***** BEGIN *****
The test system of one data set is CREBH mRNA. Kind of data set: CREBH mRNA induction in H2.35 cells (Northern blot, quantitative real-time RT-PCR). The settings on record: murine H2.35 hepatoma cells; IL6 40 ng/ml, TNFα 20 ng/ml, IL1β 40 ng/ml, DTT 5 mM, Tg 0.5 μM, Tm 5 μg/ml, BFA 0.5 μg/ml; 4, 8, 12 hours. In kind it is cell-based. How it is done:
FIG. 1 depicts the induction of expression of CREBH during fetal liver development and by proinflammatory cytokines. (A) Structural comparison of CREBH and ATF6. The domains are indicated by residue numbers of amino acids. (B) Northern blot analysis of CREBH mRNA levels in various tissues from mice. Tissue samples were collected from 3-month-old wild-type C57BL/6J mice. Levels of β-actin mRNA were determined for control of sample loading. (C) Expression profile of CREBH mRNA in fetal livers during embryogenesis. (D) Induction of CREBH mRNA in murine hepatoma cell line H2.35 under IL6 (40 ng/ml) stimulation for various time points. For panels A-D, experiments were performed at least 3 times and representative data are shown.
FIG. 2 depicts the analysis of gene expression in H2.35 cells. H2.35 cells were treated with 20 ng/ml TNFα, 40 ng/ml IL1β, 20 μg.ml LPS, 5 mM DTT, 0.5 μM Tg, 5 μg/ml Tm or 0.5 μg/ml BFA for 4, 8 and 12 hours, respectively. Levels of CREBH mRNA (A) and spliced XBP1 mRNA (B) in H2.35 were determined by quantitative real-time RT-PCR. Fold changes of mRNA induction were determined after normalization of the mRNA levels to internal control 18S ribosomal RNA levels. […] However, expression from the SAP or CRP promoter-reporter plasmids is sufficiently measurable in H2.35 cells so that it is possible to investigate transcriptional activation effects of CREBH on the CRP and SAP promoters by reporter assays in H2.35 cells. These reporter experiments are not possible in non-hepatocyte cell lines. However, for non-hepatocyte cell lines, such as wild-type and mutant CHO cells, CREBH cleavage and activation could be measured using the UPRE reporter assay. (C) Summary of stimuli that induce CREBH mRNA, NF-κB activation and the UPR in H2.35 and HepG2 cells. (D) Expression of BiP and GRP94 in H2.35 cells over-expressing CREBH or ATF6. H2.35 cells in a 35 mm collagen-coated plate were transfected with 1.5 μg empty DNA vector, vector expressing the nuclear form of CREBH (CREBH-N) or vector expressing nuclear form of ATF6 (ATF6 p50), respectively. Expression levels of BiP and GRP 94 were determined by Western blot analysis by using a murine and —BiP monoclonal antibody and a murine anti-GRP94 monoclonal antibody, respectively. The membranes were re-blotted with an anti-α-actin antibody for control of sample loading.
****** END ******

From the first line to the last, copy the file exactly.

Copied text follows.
The test system of one data set is CREBH mRNA. Kind of data set: CREBH mRNA induction in H2.35 cells (Northern blot, quantitative real-time RT-PCR). The settings on record: murine H2.35 hepatoma cells; IL6 40 ng/ml, TNFα 20 ng/ml, IL1β 40 ng/ml, DTT 5 mM, Tg 0.5 μM, Tm 5 μg/ml, BFA 0.5 μg/ml; 4, 8, 12 hours. In kind it is cell-based. How it is done:
FIG. 1 depicts the induction of expression of CREBH during fetal liver development and by proinflammatory cytokines. (A) Structural comparison of CREBH and ATF6. The domains are indicated by residue numbers of amino acids. (B) Northern blot analysis of CREBH mRNA levels in various tissues from mice. Tissue samples were collected from 3-month-old wild-type C57BL/6J mice. Levels of β-actin mRNA were determined for control of sample loading. (C) Expression profile of CREBH mRNA in fetal livers during embryogenesis. (D) Induction of CREBH mRNA in murine hepatoma cell line H2.35 under IL6 (40 ng/ml) stimulation for various time points. For panels A-D, experiments were performed at least 3 times and representative data are shown.
FIG. 2 depicts the analysis of gene expression in H2.35 cells. H2.35 cells were treated with 20 ng/ml TNFα, 40 ng/ml IL1β, 20 μg.ml LPS, 5 mM DTT, 0.5 μM Tg, 5 μg/ml Tm or 0.5 μg/ml BFA for 4, 8 and 12 hours, respectively. Levels of CREBH mRNA (A) and spliced XBP1 mRNA (B) in H2.35 were determined by quantitative real-time RT-PCR. Fold changes of mRNA induction were determined after normalization of the mRNA levels to internal control 18S ribosomal RNA levels. […] However, expression from the SAP or CRP promoter-reporter plasmids is sufficiently measurable in H2.35 cells so that it is possible to investigate transcriptional activation effects of CREBH on the CRP and SAP promoters by reporter assays in H2.35 cells. These reporter experiments are not possible in non-hepatocyte cell lines. However, for non-hepatocyte cell lines, such as wild-type and mutant CHO cells, CREBH cleavage and activation could be measured using the UPRE reporter assay. (C) Summary of stimuli that induce CREBH mRNA, NF-κB activation and the UPR in H2.35 and HepG2 cells. (D) Expression of BiP and GRP94 in H2.35 cells over-expressing CREBH or ATF6. H2.35 cells in a 35 mm collagen-coated plate were transfected with 1.5 μg empty DNA vector, vector expressing the nuclear form of CREBH (CREBH-N) or vector expressing nuclear form of ATF6 (ATF6 p50), respectively. Expression levels of BiP and GRP 94 were determined by Western blot analysis by using a murine and —BiP monoclonal antibody and a murine anti-GRP94 monoclonal antibody, respectively. The membranes were re-blotted with an anti-α-actin antibody for control of sample loading.